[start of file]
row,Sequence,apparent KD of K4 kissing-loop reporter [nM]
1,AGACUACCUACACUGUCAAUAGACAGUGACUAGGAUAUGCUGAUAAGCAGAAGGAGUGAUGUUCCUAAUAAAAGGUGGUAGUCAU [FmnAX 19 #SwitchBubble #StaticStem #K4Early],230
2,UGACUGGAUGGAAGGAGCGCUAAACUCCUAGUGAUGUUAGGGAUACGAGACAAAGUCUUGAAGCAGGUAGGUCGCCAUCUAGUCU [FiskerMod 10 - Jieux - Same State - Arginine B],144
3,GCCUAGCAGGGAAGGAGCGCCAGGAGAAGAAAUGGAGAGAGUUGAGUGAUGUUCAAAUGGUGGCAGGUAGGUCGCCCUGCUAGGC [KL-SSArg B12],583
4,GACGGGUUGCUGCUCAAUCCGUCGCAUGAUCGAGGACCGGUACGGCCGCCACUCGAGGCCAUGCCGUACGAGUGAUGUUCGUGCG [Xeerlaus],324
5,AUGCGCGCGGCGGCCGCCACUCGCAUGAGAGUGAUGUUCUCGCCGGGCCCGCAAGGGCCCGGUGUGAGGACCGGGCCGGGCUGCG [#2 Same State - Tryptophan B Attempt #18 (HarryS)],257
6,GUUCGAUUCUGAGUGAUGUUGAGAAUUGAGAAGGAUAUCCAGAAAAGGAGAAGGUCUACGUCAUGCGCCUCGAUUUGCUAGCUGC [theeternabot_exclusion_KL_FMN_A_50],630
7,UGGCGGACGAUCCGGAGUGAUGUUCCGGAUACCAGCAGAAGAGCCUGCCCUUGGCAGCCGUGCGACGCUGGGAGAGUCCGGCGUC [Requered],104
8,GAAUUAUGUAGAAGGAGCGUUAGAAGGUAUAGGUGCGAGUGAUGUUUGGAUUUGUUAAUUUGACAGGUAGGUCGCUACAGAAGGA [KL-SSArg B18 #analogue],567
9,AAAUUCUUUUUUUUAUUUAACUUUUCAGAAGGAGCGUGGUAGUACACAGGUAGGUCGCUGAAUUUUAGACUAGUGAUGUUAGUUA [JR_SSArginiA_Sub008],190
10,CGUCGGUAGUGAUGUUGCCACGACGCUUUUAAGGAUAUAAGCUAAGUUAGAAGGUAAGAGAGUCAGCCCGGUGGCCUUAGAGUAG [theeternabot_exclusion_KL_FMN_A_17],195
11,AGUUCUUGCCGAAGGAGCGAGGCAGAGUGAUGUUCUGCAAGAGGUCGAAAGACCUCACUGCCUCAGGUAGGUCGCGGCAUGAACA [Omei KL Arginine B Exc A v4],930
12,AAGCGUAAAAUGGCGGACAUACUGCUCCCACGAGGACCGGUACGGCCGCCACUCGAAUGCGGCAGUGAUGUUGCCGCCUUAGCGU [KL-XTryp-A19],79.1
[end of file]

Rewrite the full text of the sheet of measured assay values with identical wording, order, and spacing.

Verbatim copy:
row,Sequence,apparent KD of K4 kissing-loop reporter [nM]
1,AGACUACCUACACUGUCAAUAGACAGUGACUAGGAUAUGCUGAUAAGCAGAAGGAGUGAUGUUCCUAAUAAAAGGUGGUAGUCAU [FmnAX 19 #SwitchBubble #StaticStem #K4Early],230
2,UGACUGGAUGGAAGGAGCGCUAAACUCCUAGUGAUGUUAGGGAUACGAGACAAAGUCUUGAAGCAGGUAGGUCGCCAUCUAGUCU [FiskerMod 10 - Jieux - Same State - Arginine B],144
3,GCCUAGCAGGGAAGGAGCGCCAGGAGAAGAAAUGGAGAGAGUUGAGUGAUGUUCAAAUGGUGGCAGGUAGGUCGCCCUGCUAGGC [KL-SSArg B12],583
4,GACGGGUUGCUGCUCAAUCCGUCGCAUGAUCGAGGACCGGUACGGCCGCCACUCGAGGCCAUGCCGUACGAGUGAUGUUCGUGCG [Xeerlaus],324
5,AUGCGCGCGGCGGCCGCCACUCGCAUGAGAGUGAUGUUCUCGCCGGGCCCGCAAGGGCCCGGUGUGAGGACCGGGCCGGGCUGCG [#2 Same State - Tryptophan B Attempt #18 (HarryS)],257
6,GUUCGAUUCUGAGUGAUGUUGAGAAUUGAGAAGGAUAUCCAGAAAAGGAGAAGGUCUACGUCAUGCGCCUCGAUUUGCUAGCUGC [theeternabot_exclusion_KL_FMN_A_50],630
7,UGGCGGACGAUCCGGAGUGAUGUUCCGGAUACCAGCAGAAGAGCCUGCCCUUGGCAGCCGUGCGACGCUGGGAGAGUCCGGCGUC [Requered],104
8,GAAUUAUGUAGAAGGAGCGUUAGAAGGUAUAGGUGCGAGUGAUGUUUGGAUUUGUUAAUUUGACAGGUAGGUCGCUACAGAAGGA [KL-SSArg B18 #analogue],567
9,AAAUUCUUUUUUUUAUUUAACUUUUCAGAAGGAGCGUGGUAGUACACAGGUAGGUCGCUGAAUUUUAGACUAGUGAUGUUAGUUA [JR_SSArginiA_Sub008],190
10,CGUCGGUAGUGAUGUUGCCACGACGCUUUUAAGGAUAUAAGCUAAGUUAGAAGGUAAGAGAGUCAGCCCGGUGGCCUUAGAGUAG [theeternabot_exclusion_KL_FMN_A_17],195
11,AGUUCUUGCCGAAGGAGCGAGGCAGAGUGAUGUUCUGCAAGAGGUCGAAAGACCUCACUGCCUCAGGUAGGUCGCGGCAUGAACA [Omei KL Arginine B Exc A v4],930
12,AAGCGUAAAAUGGCGGACAUACUGCUCCCACGAGGACCGGUACGGCCGCCACUCGAAUGCGGCAGUGAUGUUGCCGCCUUAGCGU [KL-XTryp-A19],79.1